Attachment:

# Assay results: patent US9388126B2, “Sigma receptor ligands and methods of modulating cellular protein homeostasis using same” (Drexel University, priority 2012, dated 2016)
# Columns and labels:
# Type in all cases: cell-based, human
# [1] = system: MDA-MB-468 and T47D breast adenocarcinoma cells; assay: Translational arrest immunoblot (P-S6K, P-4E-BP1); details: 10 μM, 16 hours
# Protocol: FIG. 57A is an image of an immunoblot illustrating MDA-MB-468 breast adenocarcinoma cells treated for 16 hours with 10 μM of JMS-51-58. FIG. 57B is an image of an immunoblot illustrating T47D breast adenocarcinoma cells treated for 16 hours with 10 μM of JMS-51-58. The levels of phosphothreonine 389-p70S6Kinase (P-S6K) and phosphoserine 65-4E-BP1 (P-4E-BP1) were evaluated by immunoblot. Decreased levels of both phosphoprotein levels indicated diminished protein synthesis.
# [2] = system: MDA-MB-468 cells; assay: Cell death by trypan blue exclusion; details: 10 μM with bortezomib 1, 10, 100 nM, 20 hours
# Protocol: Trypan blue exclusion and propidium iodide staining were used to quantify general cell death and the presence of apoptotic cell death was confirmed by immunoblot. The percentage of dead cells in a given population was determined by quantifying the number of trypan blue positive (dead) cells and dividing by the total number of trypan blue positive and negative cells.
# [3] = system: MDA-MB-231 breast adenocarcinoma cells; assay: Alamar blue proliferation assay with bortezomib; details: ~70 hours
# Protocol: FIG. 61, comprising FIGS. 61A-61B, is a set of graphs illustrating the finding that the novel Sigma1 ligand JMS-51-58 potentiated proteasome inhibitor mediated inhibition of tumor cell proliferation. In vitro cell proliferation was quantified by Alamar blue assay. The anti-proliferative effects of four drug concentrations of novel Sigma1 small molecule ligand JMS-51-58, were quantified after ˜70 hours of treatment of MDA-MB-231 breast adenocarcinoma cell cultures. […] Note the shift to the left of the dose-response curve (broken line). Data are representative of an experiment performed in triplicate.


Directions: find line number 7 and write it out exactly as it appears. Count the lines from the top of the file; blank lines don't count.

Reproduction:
# Protocol: Trypan blue exclusion and propidium iodide staining were used to quantify general cell death and the presence of apoptotic cell death was confirmed by immunoblot. The percentage of dead cells in a given population was determined by quantifying the number of trypan blue positive (dead) cells and dividing by the total number of trypan blue positive and negative cells.